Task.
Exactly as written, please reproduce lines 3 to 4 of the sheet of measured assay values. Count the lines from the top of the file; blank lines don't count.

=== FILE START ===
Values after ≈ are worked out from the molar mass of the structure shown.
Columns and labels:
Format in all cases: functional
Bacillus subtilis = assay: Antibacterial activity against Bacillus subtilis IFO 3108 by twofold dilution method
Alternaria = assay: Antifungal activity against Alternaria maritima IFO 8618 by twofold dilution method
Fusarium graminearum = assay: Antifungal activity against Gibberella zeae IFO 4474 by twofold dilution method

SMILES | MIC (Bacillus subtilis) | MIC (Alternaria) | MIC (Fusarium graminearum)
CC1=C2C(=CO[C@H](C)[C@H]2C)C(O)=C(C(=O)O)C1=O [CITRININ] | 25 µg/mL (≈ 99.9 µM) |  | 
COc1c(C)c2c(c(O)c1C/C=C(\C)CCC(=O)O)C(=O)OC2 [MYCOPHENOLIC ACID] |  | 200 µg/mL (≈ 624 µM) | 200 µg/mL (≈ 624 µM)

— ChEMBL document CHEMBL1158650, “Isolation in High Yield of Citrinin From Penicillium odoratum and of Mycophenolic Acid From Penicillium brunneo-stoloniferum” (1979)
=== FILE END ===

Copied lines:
Format in all cases: functional
Bacillus subtilis = assay: Antibacterial activity against Bacillus subtilis IFO 3108 by twofold dilution method